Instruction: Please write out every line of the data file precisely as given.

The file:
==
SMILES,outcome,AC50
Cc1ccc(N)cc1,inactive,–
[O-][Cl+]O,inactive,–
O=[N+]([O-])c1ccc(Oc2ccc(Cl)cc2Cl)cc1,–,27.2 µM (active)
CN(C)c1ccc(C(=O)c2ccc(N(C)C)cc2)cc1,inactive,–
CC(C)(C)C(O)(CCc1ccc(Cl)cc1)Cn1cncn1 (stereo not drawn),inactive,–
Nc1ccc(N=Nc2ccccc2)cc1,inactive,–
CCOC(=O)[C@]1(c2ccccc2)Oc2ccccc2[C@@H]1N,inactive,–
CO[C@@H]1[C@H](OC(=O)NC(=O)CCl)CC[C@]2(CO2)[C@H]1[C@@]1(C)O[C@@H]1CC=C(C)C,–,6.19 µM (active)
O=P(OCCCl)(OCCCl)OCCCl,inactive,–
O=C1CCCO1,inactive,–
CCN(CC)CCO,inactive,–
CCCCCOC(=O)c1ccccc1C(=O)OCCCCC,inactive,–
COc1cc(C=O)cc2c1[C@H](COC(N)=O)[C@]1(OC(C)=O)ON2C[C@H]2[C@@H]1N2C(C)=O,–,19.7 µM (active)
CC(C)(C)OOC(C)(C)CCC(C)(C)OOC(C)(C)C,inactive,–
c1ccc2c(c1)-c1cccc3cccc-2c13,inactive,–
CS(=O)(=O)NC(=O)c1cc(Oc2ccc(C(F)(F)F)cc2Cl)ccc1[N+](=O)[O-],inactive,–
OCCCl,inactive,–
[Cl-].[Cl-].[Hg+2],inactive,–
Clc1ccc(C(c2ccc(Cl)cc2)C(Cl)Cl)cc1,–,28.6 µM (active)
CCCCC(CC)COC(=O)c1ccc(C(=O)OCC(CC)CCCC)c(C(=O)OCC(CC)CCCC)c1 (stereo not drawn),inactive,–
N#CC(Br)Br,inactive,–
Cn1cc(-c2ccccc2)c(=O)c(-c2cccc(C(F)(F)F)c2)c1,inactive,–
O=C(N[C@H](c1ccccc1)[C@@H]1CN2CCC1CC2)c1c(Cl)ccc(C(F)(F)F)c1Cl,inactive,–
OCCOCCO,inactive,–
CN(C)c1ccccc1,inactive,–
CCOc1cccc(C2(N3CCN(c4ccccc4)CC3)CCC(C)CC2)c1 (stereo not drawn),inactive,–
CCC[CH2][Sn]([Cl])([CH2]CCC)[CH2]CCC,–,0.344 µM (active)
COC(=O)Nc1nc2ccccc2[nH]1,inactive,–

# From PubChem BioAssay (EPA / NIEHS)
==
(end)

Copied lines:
SMILES,outcome,AC50
Cc1ccc(N)cc1,inactive,–
[O-][Cl+]O,inactive,–
O=[N+]([O-])c1ccc(Oc2ccc(Cl)cc2Cl)cc1,–,27.2 µM (active)
CN(C)c1ccc(C(=O)c2ccc(N(C)C)cc2)cc1,inactive,–
CC(C)(C)C(O)(CCc1ccc(Cl)cc1)Cn1cncn1 (stereo not drawn),inactive,–
Nc1ccc(N=Nc2ccccc2)cc1,inactive,–
CCOC(=O)[C@]1(c2ccccc2)Oc2ccccc2[C@@H]1N,inactive,–
CO[C@@H]1[C@H](OC(=O)NC(=O)CCl)CC[C@]2(CO2)[C@H]1[C@@]1(C)O[C@@H]1CC=C(C)C,–,6.19 µM (active)
O=P(OCCCl)(OCCCl)OCCCl,inactive,–
O=C1CCCO1,inactive,–
CCN(CC)CCO,inactive,–
CCCCCOC(=O)c1ccccc1C(=O)OCCCCC,inactive,–
COc1cc(C=O)cc2c1[C@H](COC(N)=O)[C@]1(OC(C)=O)ON2C[C@H]2[C@@H]1N2C(C)=O,–,19.7 µM (active)
CC(C)(C)OOC(C)(C)CCC(C)(C)OOC(C)(C)C,inactive,–
c1ccc2c(c1)-c1cccc3cccc-2c13,inactive,–
CS(=O)(=O)NC(=O)c1cc(Oc2ccc(C(F)(F)F)cc2Cl)ccc1[N+](=O)[O-],inactive,–
OCCCl,inactive,–
[Cl-].[Cl-].[Hg+2],inactive,–
Clc1ccc(C(c2ccc(Cl)cc2)C(Cl)Cl)cc1,–,28.6 µM (active)
CCCCC(CC)COC(=O)c1ccc(C(=O)OCC(CC)CCCC)c(C(=O)OCC(CC)CCCC)c1 (stereo not drawn),inactive,–
N#CC(Br)Br,inactive,–
Cn1cc(-c2ccccc2)c(=O)c(-c2cccc(C(F)(F)F)c2)c1,inactive,–
O=C(N[C@H](c1ccccc1)[C@@H]1CN2CCC1CC2)c1c(Cl)ccc(C(F)(F)F)c1Cl,inactive,–
OCCOCCO,inactive,–
CN(C)c1ccccc1,inactive,–
CCOc1cccc(C2(N3CCN(c4ccccc4)CC3)CCC(C)CC2)c1 (stereo not drawn),inactive,–
CCC[CH2][Sn]([Cl])([CH2]CCC)[CH2]CCC,–,0.344 µM (active)
COC(=O)Nc1nc2ccccc2[nH]1,inactive,–

# From PubChem BioAssay (EPA / NIEHS)